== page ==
Founded in 1995 as an interdisciplinary ensemble, Pig Iron Theatre Company is dedicated to the creation of new and exuberant performance works that defy easy categorization. Over the course of its lifespan, Pig Iron has created over two dozen original works and has toured to festivals and venues across the US, Europe, and Asia. Pig Iron trains the next generation of daring physical theater artists through the Pig Iron School for Advanced Performance Training, a venture that received Center funding. A “longtime fascination with the characters that live on the margins of society,” as Pig Iron describes it, has led the company to devise Center-supported works including the Obie Award-winning Chekhov Lizardbrain, Welcome to Yuba City, and I Promised Myself to Live Faster. In 2016, Pig Iron received a Center Project grant to present A Period of Animate Existence, a new symphonic-theater hybrid that will offer a meditation on life and planetary cycles, set in a time of rapid ecological and technological changes.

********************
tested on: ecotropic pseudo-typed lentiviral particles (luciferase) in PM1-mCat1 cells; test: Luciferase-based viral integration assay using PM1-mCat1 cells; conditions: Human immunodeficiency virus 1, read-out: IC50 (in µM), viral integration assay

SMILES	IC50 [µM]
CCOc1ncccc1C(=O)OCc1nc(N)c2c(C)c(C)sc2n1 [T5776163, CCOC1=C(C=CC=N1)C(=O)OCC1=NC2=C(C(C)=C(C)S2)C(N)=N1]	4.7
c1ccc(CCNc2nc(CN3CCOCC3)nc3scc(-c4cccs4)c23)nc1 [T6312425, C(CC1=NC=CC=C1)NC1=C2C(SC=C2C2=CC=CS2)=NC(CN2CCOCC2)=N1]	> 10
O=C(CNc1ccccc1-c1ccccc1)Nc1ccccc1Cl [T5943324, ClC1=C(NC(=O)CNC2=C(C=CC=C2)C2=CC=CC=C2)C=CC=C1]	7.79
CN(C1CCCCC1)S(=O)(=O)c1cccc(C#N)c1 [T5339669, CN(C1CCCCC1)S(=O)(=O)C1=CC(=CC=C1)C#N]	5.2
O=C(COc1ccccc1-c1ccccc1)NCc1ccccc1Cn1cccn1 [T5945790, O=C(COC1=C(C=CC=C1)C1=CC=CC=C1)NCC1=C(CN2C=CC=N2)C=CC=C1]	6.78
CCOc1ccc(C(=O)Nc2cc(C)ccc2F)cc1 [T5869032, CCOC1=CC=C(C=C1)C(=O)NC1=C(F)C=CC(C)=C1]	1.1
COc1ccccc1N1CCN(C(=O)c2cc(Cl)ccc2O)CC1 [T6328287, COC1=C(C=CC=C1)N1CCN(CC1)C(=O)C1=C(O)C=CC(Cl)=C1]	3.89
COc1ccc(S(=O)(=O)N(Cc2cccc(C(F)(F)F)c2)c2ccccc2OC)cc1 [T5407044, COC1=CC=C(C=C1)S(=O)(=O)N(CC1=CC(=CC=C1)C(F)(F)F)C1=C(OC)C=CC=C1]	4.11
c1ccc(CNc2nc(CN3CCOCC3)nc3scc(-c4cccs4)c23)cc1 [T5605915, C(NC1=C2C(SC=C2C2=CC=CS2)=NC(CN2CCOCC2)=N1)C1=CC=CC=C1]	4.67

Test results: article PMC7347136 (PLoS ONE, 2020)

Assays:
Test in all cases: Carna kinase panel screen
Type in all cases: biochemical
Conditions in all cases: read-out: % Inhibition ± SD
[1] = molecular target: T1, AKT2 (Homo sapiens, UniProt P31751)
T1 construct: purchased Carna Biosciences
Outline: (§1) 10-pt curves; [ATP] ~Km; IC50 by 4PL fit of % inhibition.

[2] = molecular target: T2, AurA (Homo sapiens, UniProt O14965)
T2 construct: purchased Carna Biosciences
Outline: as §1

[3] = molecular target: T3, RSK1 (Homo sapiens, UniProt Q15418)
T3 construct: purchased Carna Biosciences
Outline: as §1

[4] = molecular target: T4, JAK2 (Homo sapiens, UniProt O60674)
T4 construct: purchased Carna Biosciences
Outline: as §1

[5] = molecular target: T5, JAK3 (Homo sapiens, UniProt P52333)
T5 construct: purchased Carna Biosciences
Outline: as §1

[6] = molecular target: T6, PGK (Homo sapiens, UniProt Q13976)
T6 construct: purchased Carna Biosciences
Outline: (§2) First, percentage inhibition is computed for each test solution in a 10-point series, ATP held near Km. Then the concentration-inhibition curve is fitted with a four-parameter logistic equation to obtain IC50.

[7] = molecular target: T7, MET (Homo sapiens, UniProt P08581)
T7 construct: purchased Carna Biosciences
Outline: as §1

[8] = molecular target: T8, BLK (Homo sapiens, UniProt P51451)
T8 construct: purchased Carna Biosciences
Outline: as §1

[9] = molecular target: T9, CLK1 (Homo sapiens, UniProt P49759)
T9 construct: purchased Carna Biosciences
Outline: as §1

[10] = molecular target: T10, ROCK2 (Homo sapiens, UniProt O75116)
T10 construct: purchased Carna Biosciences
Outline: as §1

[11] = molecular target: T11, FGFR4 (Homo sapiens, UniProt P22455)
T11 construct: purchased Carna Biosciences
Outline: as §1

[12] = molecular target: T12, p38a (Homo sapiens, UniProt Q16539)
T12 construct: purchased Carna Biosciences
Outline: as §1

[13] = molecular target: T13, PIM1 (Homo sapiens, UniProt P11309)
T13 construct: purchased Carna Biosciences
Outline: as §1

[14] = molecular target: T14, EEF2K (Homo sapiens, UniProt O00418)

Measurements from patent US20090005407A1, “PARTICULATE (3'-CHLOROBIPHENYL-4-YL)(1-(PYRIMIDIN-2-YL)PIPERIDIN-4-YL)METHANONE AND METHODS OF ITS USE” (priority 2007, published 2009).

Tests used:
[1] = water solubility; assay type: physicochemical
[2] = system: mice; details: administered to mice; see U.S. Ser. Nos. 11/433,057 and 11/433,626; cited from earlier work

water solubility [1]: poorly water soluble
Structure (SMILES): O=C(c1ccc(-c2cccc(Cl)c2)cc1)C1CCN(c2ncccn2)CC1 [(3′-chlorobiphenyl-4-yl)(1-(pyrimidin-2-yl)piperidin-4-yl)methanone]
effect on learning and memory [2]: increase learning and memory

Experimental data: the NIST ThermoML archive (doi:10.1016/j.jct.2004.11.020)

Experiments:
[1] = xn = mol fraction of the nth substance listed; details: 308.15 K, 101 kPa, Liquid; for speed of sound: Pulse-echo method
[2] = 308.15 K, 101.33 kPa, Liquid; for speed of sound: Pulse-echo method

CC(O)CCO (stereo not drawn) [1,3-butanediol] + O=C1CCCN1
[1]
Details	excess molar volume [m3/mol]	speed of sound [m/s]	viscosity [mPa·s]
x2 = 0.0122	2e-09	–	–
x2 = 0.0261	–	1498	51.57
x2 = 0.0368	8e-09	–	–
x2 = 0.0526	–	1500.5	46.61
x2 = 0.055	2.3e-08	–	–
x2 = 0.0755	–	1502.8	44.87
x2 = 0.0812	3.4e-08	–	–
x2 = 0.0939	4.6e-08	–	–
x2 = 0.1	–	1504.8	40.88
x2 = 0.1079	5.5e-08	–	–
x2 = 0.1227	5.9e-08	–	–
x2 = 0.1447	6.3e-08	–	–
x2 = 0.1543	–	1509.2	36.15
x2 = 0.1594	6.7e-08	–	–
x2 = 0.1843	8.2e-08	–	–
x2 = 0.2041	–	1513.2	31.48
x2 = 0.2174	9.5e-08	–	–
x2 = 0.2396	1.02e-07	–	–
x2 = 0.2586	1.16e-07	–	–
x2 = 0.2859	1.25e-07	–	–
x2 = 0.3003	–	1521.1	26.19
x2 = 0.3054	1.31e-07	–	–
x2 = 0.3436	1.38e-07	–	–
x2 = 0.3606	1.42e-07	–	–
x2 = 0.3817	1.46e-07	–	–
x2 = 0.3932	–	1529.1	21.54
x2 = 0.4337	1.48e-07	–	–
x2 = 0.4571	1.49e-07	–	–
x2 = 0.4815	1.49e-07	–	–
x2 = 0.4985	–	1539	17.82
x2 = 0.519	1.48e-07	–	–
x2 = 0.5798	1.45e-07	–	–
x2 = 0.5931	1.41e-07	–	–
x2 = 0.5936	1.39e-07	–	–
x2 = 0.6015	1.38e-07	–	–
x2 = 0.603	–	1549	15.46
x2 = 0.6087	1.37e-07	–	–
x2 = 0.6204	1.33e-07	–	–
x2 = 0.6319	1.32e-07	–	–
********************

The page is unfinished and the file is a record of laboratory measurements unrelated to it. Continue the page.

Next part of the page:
We recap our recent gathering of Fellows, Rebecca Rutstein is selected for an “Artist-at-Sea” residency with the Schmidt Ocean Institute aboard the Falkor research vessel, and musicians Mary Lattimore and Chris Forsyth release new albums.
The Philadelphia Art Alliance underwent exhibition planning with artist collective the Miss Rockaway Armada for a project that explored the organization’s relationship to its surrounding neighborhood.
InterAct Theatre Company is committed to producing socially and politically relevant work for theater.
The Wilma Theater’s world premiere production of Paula Vogel’s new play, Don Juan Comes Home from Iraq, has received media attention from various media outlets.
David Ellsworth is a visual artist and a 1999 Pew Fellow.
Obie award-winning playwright Ain Gordon will “embed” himself in the Historical Society’s daily functions, in order to reflect on the processes of how history gets documented and preserved.
Patricia Lent of the Merce Cunningham Trust, theater-maker Richard Schechner, and video/installation artist Sharon Hayes gather to discuss the question of reenactment in cultural practice, with UC Berkeley professor Shannon Jackson as moderator.
Mary Tuomanen and Aaron Cromie present excerpts from The Body Lautrec at FringeArts’ Scratch Night.
Paige Evans is artistic director of LCT3, bringing new artists and audiences to Lincoln Center Theater through full productions and affordable tickets.
The Conservation Center for Arts & Historic Artifacts is one of the country’s largest non-profit conservation labs.
Brian Teare’s (Pew Fellow, 2015) poetry is concerned with embodiment—both our human bodies and the natural environment around us.